3. Consider the preferences of your car’s future owners — that is, if you’re buying a new car with an intention of selling it in the future, think about what they want. The best hatchback cars (check it out) are people pleasers, and if they’re well maintained, there will always be a market for them. You may want to stay away from the flashier models and stick to the ones with more mass appeal. You may also have to rein in the urge to “make it your own”. While tweaking its features — custom paint jobs, lowering it — may give it some personality, some flash and sass, and earn you points when you take it to the streets, too much of that individuality can be bad for resale value. The more “upgrades” you give your car, the more you narrow down the number of potential buyers to the people who share your tastes, and taste is very much an individual thing. Not a lot of people want a pink car, or one with ostrich leather seats. So stick to the safe and generic with considerable longevity.

Mistakes and Challenges in Business and Life

mistakesIt is difficult for me to express my mistakes and difficulties since I started doing business.  I have had many failures and I have had many successes.  The successes seem to always blur out the failures, but in the moments just after the failure occurs I can think of nothing else.  Looking back it’s always easier to see when things started to fail and what I could have done to make it better; however, sometimes I don’t think I could have done anything to prevent the failure.

Early in my career I was working hard at a firm and making some decent money.  I had my career path laid out and I knew exactly what I wanted.  I was going to become a partner at that firm and enjoy the success of being a millionaire.  I loved money more than anything else at that time and I was willing to sacrifice almost anything to get it. I would take any opportunity that was given to me to succeed.  Oftentimes this came at the expense of others. 

There was a fellow employee of mine that was almost equally as ambitious.  We became friends.  We often spoke of our ambitions and how we wanted to succeed.  One night we spoke in detail about our goals at this company.  I told him how I was going to climb my way to the top.  I told him of my plan to become a partner.  He almost laughed and said that I could never make it.  That night as I walked home I was disappointed that I had shared my goals with him.  He was good friends with one of the supervisors who helped him get promoted several months later.  He became my supervisor.  Everything changed at that moment.  I lost my ambition and felt like I could not succeed.  I left that company shortly afterward.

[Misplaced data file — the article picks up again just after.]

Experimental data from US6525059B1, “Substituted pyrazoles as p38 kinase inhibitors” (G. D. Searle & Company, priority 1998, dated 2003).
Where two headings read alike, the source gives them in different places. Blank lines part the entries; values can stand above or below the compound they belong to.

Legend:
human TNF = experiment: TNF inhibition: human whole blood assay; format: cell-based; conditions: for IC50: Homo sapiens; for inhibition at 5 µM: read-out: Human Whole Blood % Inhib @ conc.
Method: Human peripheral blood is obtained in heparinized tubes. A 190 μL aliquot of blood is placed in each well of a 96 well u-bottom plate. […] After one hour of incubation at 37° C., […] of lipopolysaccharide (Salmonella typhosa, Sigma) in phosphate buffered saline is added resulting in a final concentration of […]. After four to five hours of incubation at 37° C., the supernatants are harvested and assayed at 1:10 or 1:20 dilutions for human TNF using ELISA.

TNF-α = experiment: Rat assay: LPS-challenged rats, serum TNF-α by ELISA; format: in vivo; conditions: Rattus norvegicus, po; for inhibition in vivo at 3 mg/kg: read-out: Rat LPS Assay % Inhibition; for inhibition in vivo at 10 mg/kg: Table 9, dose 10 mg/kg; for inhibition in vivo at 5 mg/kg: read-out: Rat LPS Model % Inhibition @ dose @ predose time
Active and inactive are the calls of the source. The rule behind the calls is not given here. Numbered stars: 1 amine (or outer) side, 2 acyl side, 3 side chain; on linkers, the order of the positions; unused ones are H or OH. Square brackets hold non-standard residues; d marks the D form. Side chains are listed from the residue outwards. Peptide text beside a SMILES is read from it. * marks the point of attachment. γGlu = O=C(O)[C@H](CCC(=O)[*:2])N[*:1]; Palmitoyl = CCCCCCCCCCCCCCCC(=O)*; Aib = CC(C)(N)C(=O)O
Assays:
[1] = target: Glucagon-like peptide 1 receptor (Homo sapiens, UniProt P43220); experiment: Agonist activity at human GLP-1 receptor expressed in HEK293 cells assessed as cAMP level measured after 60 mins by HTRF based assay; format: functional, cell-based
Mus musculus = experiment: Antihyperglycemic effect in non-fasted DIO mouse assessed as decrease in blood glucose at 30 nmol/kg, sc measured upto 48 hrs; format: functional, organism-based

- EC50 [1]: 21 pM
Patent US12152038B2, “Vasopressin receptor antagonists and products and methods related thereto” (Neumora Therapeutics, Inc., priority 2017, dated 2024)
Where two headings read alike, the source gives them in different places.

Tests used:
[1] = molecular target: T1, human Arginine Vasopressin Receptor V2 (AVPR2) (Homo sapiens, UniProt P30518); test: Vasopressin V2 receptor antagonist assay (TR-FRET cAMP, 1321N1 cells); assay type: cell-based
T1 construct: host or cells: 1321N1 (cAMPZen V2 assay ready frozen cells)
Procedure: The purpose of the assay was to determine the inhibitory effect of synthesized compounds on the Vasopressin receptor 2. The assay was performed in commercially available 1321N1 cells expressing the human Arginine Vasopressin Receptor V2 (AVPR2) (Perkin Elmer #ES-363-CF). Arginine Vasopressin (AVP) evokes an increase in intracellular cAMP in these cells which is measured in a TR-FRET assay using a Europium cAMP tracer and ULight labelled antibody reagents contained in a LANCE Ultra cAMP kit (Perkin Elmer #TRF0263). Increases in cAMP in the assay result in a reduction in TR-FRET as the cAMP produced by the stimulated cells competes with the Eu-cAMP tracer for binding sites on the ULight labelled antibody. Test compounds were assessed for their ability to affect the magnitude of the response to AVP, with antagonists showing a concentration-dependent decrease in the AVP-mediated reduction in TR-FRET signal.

There was not much I could learn from that experience except that I shouldn’t let others’ success impede my own.  I felt like because I was a much harder working employee I would rise to the top.  But I also learned that keeping those around me that can help and support me will give me the help I need.  The next job I got I made sure that I paid close attention when picking good friends.

The next company brought even more challenges.  I was in line to become the next supervisor and I had an extremely busy work week ahead of me.  I needed to complete several tasks and reports before the end of the week.  I was walking and talking on my phone at the same time when I was hit by a car that ran through a red light.  It wasn’t too bad.  I fell unconscious and woke up in the hospital.  I found out that I had a minor concussion and some bruised ribs but nothing too serious.  I wanted to leave the hospital but they forced me to stay for 3 more days. 

The worst part was that I could not complete my work for that week.  My phone was lost during the accident and I couldn’t leave the hospital.  My supervisors had to rush and finish my job for me and I was unable to get the promotion that I thought I had deserved.  The company did not blame me for getting in an accident, but they did suffer due to my accident and were not willing to promote me.

There was one small win from that experience.  The person who hit me with his car knew that he was at fault and fled the scene.  I was hoping to sue him to recover my hospital bill.  I found a lawyer and he helped me get the traffic video that showed the license plate of the car that hit me.  With his help I was able to get my money back and some more for my losses at work.  He now works at Crowe & Mulvey, LLP and helps others in similar situations.

That small win still came at a great overall loss for me.  But I did learn after these two experiences that I need to focus on what is the most important for me.  Which is not money, but instead is value that I can provide.  Bad things seemed to always find me when I sought for money and success.  When I started to focus on helping others and working hard for my family, I seemed to get much more satisfaction.